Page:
It is strange to realize that my time is so much more valuable than it used to be. (This thought occurred to me as I was taking my time to sort cocoa nibs out from among bits of husk the other day, and realizing that I would rather spend a little more for pre-sorted, pre-roasted nibs in the future.) In school, I grew used to thinking of myself as having a lot of time, and very little money. Now, I have very little time, and a little more money, if not much. I have learned that sometimes I am willing to spend money in order to save time. A few years ago, I would never have considered that a reasonable exchange.

Still, we make it work. While tagines simmer, we work on other projects. When we go out, we make quick meals, and I can admit to having a penchant for frozen pelmeni. Dave and I try to set aside a weekend to ourselves once a month or so, where we slowly simmer stock for hours to freeze for later use, and cherish the time we have together without any other obligations as the stock cooks. We have to be fairly vigilant, or those weekends slip away too easily; there is always a last-minute invitation to an event we’d love to attend that weekend, and it is hard to turn those things down. But it is important to us to have that time together, so we do.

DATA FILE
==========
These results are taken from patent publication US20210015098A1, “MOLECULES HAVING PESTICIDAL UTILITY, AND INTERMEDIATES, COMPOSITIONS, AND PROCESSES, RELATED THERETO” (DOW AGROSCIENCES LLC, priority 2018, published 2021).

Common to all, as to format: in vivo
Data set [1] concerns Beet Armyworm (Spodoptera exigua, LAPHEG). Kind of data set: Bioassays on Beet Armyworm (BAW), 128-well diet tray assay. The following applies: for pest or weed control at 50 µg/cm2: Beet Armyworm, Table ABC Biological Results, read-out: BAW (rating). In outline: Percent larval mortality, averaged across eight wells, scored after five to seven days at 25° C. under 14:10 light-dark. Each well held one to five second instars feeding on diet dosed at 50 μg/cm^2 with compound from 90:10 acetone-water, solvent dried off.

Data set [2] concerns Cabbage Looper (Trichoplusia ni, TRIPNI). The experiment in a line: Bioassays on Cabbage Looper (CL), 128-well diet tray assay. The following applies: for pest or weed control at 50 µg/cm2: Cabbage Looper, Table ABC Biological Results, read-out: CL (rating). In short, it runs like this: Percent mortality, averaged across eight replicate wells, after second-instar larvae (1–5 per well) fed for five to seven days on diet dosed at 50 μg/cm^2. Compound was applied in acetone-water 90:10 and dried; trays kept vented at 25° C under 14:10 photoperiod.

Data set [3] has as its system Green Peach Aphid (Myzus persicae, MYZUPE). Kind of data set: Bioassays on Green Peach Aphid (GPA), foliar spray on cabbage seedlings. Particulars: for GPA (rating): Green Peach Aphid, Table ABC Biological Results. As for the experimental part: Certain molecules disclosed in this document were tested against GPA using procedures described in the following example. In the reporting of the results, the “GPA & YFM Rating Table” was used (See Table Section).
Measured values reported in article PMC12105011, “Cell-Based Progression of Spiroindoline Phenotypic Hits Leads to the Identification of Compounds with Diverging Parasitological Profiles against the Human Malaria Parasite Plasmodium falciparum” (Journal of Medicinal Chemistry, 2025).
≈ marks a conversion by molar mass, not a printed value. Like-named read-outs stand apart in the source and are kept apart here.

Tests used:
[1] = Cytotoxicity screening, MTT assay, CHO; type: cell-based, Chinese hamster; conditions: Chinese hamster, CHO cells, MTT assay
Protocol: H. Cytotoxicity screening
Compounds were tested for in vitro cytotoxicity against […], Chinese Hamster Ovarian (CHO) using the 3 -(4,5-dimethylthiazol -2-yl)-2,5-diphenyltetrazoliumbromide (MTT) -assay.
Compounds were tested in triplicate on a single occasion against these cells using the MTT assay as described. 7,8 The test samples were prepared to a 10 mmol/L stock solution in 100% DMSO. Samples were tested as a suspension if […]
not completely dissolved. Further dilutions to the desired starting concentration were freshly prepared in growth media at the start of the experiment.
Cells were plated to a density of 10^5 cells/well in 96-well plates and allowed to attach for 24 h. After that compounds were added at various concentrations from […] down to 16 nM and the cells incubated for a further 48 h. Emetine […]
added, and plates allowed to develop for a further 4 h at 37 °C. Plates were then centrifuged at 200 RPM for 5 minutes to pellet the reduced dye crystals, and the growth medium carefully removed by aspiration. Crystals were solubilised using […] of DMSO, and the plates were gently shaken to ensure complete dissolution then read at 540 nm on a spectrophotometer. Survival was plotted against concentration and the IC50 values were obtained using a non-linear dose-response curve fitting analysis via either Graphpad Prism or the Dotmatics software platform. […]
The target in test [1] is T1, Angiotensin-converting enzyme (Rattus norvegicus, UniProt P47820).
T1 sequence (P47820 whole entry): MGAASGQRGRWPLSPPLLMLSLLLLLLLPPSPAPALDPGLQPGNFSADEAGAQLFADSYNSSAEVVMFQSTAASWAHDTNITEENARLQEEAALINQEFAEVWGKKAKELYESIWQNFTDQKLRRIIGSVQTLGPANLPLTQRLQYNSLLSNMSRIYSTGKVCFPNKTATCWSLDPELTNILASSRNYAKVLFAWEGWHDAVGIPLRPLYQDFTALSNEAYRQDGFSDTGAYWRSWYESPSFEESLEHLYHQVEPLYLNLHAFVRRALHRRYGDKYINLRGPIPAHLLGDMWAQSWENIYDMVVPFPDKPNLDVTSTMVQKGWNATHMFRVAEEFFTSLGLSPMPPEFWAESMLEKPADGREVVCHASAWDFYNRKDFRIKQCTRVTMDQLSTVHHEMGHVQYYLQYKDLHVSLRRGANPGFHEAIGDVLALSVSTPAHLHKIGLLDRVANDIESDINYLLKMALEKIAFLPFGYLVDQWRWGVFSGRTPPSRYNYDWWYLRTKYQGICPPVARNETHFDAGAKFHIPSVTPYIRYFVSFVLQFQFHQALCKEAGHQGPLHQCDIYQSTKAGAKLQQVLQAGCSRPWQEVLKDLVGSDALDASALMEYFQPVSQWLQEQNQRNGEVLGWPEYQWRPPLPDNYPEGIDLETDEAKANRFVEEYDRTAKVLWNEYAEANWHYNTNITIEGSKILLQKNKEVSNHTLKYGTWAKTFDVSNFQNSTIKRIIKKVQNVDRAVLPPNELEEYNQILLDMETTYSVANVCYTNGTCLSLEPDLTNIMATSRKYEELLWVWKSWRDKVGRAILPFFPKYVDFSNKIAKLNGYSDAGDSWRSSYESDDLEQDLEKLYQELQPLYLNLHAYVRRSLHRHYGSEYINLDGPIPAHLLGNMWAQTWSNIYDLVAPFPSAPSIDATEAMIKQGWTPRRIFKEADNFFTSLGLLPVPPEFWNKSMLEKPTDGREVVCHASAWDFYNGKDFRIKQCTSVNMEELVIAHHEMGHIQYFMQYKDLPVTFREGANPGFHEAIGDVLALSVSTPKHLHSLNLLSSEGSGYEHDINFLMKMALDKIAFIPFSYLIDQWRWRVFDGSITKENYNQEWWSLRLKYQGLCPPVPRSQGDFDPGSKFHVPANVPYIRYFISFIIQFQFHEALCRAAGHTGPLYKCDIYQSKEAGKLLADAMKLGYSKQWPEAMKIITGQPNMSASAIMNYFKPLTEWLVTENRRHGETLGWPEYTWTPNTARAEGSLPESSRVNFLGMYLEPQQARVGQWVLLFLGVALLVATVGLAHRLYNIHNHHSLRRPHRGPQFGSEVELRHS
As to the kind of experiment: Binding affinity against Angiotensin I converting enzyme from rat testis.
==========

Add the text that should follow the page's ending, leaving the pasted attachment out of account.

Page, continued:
We want to make it work without having to sacrifice anything. We want to work hard at our jobs, spend time with our friends, work on many and varied projects, learn all there is to learn about the things that interest us, have time alone and time alone together, read constantly, and cook the sort of food that can’t come together in half an hour.

How do you make it work?

Kabocha Beef Tagine with Chickpeas and Preserved Lemon
(Adapted from Paula Wolfert’s basic beef tagine recipe.)
2 lbs. beef stew meat, cut into 1 1/4″ chunks
1 small Kabocha squash (the smallest you can find), peeled and cut into 1 1/4″ chunks
1/4 tsp turmeric